Hundreds of South Floridians filed insurance claims for damage from Hurricane Dorian-- even though it didn’t make landfall in the state and barely had tropical storm force winds.
Statewide, nearly 4,000 claims were submitted through Sept. 16, according to the Florida Office of Insurance Regulation. Of those, 908 -- or 23 percent -- came from Broward, Palm Beach and Miami-Dade counties.
“Most of the damage we are seeing is from downed limbs and that sort of thing," said Michael Peltier, spokesman for state-owned Citizens Property Insurance Corp. “Generally speaking, if something [tree limb, fence, etc.] was already weak, it could sustain damage under Dorian conditions.”
The tallies released by the state do not include details about the type or severity of the damage claims.
Dorian stayed about 100 miles offshore as it moved north up the Florida coast, sending wind gusts up to 41 mph into South Florida. As Dorian moved closer to Jacksonville and Daytona Beach, those counties experienced peak gusts of 44 mph.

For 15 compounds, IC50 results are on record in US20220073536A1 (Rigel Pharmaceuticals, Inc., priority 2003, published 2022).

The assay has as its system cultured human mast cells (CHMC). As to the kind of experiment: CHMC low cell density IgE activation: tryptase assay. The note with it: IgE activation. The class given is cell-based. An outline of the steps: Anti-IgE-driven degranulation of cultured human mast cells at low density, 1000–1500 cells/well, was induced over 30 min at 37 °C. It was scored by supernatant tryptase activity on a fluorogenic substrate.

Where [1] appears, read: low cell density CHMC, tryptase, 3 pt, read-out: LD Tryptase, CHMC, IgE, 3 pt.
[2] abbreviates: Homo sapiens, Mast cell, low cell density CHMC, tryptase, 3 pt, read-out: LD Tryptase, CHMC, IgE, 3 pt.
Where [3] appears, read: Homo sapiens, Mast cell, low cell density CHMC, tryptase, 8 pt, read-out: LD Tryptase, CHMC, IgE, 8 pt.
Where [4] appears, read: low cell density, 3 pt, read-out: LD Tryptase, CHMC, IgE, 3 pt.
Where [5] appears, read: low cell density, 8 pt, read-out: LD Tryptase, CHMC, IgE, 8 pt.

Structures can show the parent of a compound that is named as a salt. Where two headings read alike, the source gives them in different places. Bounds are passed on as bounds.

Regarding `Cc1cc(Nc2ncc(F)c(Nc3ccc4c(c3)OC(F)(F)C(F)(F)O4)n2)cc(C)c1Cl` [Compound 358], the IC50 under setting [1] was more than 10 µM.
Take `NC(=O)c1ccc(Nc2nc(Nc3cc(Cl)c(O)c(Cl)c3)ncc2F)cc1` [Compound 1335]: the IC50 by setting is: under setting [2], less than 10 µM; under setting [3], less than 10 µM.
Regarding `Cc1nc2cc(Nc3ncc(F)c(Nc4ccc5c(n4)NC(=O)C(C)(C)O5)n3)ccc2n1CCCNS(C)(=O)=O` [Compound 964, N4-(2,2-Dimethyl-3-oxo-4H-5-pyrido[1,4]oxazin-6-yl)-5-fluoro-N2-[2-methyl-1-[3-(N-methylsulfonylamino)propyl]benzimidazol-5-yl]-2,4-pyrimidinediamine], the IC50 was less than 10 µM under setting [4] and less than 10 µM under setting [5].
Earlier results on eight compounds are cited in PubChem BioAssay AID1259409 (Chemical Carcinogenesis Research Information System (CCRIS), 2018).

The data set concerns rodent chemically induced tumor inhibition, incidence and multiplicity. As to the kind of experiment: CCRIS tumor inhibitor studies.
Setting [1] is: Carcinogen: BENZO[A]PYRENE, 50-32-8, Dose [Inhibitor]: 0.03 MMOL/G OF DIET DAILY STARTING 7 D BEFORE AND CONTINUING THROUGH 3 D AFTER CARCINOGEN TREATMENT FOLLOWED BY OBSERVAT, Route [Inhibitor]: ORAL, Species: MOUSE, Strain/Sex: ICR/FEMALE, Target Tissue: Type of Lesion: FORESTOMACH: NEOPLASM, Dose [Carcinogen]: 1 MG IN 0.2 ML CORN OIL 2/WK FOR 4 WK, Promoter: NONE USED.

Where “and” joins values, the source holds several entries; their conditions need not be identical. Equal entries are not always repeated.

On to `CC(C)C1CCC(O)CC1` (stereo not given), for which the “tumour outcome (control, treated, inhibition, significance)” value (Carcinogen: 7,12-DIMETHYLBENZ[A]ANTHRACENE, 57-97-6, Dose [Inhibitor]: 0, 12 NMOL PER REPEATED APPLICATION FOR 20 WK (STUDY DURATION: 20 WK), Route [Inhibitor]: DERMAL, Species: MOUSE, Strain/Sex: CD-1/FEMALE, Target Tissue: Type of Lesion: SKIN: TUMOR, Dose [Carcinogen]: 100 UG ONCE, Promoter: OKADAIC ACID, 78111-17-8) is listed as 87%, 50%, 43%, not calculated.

Sustained winds along the coast were much lower during Dorian, but a gust is all it takes to break a tree limb over a house, said Peltier.
A bit more than half -- 2,288 -- of the 3,961 claims submitted to insurers in Florida through Sept. 16 were for damage to residential properties, the data shows. Just 156 were for damage to commercial property.
And 1,500 were for miscellaneous coverage, including fire, marine, auto, aircraft, industrial, crop and surplus lines.
Locke Burt, president and CEO of Security First Insurance, which primarily covers properties in the northern part of the state, said his company has received 288 claims.
Burt urges homeowners to submit any damage report to their insurer, even if they know the value won’t meet their deductible.
That’s because “any amount of damage would be counted as part of their annual hurricane deductible,” Burt said in an email.
“That could save them money if there was a second hurricane because they would otherwise have to argue with their insurance company about the amount of damage caused by Dorian. Since a hurricane is considered an ‘Act of God,’ reporting a claim does not raise your rates. Most people don’t understand that.”
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